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California Indica Regular Grow Report (Indoor)


California Indica Regular is a delight to the senses. Visually, she grows sturdy and compact. Flavour and aroma are why wise cannabis connoisseurs flock to this strain. For growers, it is also about the large yields. California Indica is an outcross of two classic strains, Orange Bud and an Afghan Hashplant, to create a new masterpiece for the garden.

Flowering Stage: 60 days

Total Time, seed to harvest: 81 days

Final yield: 73 grams

THC content: 12.22%

California Indica Regular seeds (also available in feminized format) represent the start of an exciting growing experience for cultivators. California Indica was created to be a successor to the legendary Orange Bud from the west coast of California. Sensi Seeds worked with Orange Bud and an Afghan Hashplant to create a sturdy and compact plant that can finish maturing within the short flowering time of 60 days or less.

The flavour of California Indica represents the mouth-watering citrus of Orange Bud, but also coating the tongue is a familiar hashy layer of complexity. For our current run, we wanted the benefits of controlling environmental conditions that indoor gardening offers. We set up our equipment in a 220 x 150 cm indoor area.

The large area allowed us to give each plant dedicated space to grow into. Two types of fans were used in our cultivation area. One focused on cleaning the air (by pulling it through a carbon scrubber) and exhausting the air from our growing space. We also used multiple fans within the growing area to move air around the garden space. This was done to avoid stagnant air pockets in and around our California Indica plant.

Our selected lighting was not changed during the different growth stages. We found that the 600W Green Power Phillips HPS light provides the right spectrum and enough light power to have successful harvests using this option in both vegetative and flower stages.

We do our best to keep tight parameters on environment, feeding, and lighting. Please know that results vary slightly from garden to garden and by experience level. However, we feel confident that with close attention to this Grow Report and the plants, gardeners of all levels will be satisfied with the results.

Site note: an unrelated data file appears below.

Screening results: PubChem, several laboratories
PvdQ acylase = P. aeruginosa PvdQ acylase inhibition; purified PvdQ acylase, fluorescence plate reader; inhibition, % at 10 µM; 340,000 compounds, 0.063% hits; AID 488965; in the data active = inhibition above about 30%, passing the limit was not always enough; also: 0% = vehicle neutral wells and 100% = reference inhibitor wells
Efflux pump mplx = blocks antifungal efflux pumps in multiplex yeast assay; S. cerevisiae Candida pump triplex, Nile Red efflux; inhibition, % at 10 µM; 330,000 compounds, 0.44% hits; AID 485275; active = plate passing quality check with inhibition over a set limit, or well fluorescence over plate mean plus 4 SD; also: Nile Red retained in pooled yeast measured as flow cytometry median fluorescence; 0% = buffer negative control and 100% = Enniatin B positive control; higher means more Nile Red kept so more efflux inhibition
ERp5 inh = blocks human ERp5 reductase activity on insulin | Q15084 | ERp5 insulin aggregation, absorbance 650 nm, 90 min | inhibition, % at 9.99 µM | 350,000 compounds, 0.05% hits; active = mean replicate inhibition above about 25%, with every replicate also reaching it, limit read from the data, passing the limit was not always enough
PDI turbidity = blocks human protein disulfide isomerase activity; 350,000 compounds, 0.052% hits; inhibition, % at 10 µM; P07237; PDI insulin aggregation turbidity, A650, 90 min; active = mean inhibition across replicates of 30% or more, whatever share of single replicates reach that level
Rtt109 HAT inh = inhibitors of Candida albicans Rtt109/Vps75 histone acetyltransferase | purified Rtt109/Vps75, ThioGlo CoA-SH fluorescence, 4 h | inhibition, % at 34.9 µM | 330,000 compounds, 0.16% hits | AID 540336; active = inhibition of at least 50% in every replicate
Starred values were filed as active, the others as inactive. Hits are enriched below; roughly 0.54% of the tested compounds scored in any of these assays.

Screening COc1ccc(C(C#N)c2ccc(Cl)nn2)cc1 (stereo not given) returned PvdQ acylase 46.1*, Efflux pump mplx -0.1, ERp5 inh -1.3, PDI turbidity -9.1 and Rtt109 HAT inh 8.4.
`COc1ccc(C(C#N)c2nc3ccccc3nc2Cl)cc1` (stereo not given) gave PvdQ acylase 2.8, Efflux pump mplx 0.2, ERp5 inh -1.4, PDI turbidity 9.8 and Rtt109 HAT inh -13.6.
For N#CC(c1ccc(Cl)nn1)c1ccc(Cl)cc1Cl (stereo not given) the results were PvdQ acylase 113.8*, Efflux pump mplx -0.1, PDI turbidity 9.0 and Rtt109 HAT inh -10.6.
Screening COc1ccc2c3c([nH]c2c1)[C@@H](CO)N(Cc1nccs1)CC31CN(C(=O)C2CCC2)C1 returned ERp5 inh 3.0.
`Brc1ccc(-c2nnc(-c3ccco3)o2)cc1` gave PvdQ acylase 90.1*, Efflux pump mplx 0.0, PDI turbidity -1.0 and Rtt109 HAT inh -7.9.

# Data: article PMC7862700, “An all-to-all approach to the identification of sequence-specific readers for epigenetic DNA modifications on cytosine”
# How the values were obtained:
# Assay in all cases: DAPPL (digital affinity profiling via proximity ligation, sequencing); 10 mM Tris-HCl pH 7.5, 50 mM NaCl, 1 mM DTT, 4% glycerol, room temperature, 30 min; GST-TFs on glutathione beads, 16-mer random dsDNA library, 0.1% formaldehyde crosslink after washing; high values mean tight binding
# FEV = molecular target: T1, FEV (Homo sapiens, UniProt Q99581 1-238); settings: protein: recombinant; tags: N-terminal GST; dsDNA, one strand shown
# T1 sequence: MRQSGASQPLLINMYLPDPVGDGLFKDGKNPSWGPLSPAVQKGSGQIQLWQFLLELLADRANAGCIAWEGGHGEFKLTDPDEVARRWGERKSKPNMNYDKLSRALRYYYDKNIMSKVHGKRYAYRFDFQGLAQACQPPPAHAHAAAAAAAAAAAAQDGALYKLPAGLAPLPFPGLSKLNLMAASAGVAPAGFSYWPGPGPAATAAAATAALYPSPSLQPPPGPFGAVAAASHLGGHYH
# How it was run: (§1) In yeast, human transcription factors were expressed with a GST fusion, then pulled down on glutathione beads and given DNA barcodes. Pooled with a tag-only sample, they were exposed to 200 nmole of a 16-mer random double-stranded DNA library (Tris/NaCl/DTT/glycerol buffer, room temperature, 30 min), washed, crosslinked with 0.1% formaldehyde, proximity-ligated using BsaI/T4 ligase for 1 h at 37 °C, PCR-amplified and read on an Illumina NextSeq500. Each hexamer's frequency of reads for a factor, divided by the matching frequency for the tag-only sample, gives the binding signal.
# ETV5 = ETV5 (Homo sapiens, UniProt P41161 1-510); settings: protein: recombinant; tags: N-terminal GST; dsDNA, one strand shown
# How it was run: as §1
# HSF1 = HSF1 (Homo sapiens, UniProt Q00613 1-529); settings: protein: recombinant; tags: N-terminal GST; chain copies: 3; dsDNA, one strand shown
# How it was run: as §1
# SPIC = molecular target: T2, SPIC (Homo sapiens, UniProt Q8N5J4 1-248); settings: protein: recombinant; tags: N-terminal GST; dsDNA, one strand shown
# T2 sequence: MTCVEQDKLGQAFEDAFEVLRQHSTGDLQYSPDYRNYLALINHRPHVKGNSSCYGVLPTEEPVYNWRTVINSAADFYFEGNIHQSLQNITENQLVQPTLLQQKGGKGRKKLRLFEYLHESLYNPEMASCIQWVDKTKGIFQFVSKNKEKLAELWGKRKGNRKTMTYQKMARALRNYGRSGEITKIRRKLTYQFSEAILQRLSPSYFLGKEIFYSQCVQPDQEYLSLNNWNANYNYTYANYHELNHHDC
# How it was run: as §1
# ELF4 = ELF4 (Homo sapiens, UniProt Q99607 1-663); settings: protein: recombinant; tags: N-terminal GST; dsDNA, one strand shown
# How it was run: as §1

There are various methods for germinating seeds; for our California Indica Regular, we chose to use pre-moistened jiffy propagation cubes. Each seed was individually placed into the tiny holes, with the pointy, narrower side pointed down. Room temperature in the growing area was kept at a steady 24°C until after the seedling stage.

Immediately after emerging from the soil, this California Indica shot upwards. The tall section below the cotyledon can be buried on the first transplant, creating more roots. With the cotyledon exposed to the light, we selected to have our lights-on period for 18 hours and our darkness period for six hours every 24 hours. We were also aware of the light intensity from the high-powered fixture and raised the bottom of the light 80 cm above the top of the sensitive seedling.

Another environmental consideration is the relative humidity. By referencing the temperature and the RH, you are able to calculate your vapour pressure deficit (VPD). VPD is handy to know for maximising the plants potential by controlling root uptake. We maintained a RH of 65% for the seedling and vegetative stage, but at this early moment, our California Indica was still sending out it’s taproot